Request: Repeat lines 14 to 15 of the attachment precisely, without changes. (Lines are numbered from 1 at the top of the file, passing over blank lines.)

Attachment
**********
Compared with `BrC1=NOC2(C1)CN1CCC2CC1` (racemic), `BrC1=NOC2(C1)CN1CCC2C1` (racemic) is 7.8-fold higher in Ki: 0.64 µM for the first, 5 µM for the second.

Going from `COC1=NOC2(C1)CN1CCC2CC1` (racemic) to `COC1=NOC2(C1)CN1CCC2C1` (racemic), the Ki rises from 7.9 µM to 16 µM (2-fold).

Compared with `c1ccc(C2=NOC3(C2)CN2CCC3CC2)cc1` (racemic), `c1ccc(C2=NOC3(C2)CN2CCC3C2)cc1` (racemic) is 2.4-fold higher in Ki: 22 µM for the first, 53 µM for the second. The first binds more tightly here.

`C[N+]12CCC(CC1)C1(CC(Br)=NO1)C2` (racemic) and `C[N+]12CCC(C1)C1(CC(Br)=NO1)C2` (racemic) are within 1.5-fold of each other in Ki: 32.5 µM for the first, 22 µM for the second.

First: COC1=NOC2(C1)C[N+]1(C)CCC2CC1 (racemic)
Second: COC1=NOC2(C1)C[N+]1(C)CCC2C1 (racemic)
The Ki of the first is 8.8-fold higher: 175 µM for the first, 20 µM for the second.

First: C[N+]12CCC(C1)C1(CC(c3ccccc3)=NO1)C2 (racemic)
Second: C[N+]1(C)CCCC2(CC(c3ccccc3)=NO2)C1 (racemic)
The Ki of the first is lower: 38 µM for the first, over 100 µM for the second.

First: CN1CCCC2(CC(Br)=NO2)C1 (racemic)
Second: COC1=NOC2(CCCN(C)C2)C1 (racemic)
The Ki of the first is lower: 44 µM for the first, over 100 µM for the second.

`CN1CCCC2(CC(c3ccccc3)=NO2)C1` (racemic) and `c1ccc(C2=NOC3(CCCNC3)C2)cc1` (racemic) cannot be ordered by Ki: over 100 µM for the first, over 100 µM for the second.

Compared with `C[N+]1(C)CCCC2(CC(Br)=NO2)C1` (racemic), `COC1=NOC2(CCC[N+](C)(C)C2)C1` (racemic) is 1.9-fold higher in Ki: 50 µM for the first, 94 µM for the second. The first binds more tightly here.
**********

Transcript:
`CN1CCCC2(CC(c3ccccc3)=NO2)C1` (racemic) and `c1ccc(C2=NOC3(CCCNC3)C2)cc1` (racemic) cannot be ordered by Ki: over 100 µM for the first, over 100 µM for the second.

Compared with `C[N+]1(C)CCCC2(CC(Br)=NO2)C1` (racemic), `COC1=NOC2(CCC[N+](C)(C)C2)C1` (racemic) is 1.9-fold higher in Ki: 50 µM for the first, 94 µM for the second. The first binds more tightly here.